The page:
Friday, January 28, 2022

The Great Plains' Primary Care Shortage

When residents of a geographic area, facility, or population group have bad access to basic medical care because too few primary care physicians service the area relative to its population size, the setting can be designated a primary care HPSA (health professional shortage area) by the Health Resources and Services Administration (HRSA).  As of December 31, 2021, the HRSA reported that more than 86.4 million Americans lived in designated primary care HPSAs.  The seven-state Great Plains region had 4.7 million residents who lived in a primary care shortage area as of 12/31/21.  This number represented about 5.4% of the U.S. population that was living in primary care shortage areas at that time.  The HRSA estimates that to eliminate the shortage Great Plains region HPSAs would need 980 additional primary care physicians.  As such, the region accounted for about 6.5% of the national deficit of primary care physicians.  A closer review of 12/31/21 HRSA data reveals the following state-level details about the Great Plains' primary care shortage:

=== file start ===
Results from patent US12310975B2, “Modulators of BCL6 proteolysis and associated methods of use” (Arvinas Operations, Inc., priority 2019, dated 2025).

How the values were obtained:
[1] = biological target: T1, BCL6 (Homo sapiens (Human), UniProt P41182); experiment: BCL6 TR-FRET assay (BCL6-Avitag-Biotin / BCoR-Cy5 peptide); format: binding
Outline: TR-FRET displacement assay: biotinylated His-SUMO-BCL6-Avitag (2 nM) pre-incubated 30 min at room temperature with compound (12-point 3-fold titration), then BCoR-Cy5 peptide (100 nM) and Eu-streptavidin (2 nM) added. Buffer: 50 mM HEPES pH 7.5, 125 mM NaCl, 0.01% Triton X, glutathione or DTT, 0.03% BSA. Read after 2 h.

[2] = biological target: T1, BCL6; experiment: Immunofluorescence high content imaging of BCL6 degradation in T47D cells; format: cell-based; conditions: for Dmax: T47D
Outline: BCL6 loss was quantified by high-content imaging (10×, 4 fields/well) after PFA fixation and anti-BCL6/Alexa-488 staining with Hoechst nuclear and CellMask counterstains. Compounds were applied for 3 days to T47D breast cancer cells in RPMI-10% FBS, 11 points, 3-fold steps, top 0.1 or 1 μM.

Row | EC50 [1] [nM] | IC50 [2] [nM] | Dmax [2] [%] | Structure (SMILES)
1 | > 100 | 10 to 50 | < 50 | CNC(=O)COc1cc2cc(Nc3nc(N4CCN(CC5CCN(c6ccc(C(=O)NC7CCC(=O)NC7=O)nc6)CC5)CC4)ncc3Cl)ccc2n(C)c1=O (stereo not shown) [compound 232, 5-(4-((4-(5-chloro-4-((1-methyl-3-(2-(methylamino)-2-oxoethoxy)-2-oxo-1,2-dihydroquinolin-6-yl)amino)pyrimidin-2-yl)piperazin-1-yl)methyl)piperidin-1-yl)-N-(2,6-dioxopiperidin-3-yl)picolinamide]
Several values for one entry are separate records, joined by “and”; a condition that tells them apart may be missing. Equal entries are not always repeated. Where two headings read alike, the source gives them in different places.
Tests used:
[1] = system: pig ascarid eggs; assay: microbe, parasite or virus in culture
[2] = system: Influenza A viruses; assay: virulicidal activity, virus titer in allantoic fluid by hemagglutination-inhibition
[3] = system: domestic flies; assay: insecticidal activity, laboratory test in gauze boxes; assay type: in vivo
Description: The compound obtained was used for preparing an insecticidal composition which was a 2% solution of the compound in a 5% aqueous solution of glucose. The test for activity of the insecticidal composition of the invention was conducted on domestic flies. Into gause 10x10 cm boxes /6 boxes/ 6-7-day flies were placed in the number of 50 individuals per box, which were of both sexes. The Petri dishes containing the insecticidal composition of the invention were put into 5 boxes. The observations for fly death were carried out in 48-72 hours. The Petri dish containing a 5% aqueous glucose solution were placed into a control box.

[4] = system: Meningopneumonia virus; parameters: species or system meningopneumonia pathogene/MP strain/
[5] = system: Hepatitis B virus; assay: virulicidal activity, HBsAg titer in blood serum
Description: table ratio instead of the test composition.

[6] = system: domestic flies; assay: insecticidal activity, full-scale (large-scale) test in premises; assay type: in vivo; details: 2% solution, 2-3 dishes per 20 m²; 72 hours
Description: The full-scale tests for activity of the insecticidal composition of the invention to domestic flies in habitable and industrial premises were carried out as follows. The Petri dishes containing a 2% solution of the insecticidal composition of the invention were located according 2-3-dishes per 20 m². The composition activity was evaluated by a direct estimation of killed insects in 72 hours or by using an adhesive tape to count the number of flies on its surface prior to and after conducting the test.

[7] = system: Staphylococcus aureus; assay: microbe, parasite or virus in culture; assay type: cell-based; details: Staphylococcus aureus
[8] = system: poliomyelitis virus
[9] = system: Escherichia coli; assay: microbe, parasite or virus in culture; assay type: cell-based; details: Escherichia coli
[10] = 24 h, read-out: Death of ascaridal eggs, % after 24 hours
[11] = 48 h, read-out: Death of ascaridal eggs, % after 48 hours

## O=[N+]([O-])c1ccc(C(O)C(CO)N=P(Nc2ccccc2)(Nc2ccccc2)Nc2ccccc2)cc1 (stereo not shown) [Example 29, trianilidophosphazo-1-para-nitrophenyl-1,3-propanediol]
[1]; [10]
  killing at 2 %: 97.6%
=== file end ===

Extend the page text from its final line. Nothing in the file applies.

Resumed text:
The Great Plains' Primary Care Shortage
The Great Plains' Primary Care Shortage

State (1) HPSAs (2) Population (3) Shortage
IA 132 638,024 104
KS 184 780,837 121
MN 193 1,074,432 150
MO 329 1,643,257 492
NE 85 44,242 9
ND 90 224,217 49
SD 100 295,847 55
Region 1,113 4,700,856 980
U.S. 7,613 86,473,101 15,184

(1) Designated Geographic, Population Group and Facility HPSAs with a primary care shortage
(2) Population of designated HPSAs
(3) Primary Care practitioners needed to remove HPSA Designation

Source:  Designated HPSA Quarterly Summary, 12/31/21 (HRSA)

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